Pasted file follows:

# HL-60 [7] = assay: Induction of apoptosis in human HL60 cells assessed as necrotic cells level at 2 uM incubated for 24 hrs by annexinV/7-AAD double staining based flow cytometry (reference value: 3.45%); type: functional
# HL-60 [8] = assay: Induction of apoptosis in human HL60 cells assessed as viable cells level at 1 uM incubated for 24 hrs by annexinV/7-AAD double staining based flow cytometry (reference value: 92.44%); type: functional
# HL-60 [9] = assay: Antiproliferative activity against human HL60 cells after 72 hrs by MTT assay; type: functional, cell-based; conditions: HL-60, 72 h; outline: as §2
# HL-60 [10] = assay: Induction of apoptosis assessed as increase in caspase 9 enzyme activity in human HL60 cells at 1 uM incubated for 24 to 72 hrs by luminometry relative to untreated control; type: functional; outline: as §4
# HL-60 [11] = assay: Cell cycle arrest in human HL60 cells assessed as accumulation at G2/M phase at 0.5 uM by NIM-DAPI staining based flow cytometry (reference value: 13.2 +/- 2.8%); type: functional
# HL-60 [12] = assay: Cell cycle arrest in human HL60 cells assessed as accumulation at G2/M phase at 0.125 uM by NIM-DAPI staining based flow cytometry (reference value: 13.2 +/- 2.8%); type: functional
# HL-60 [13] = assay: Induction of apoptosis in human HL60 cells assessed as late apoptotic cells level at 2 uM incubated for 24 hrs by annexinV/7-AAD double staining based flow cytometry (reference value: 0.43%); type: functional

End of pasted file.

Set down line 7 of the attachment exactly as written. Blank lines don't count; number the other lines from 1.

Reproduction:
# HL-60 [13] = assay: Induction of apoptosis in human HL60 cells assessed as late apoptotic cells level at 2 uM incubated for 24 hrs by annexinV/7-AAD double staining based flow cytometry (reference value: 0.43%); type: functional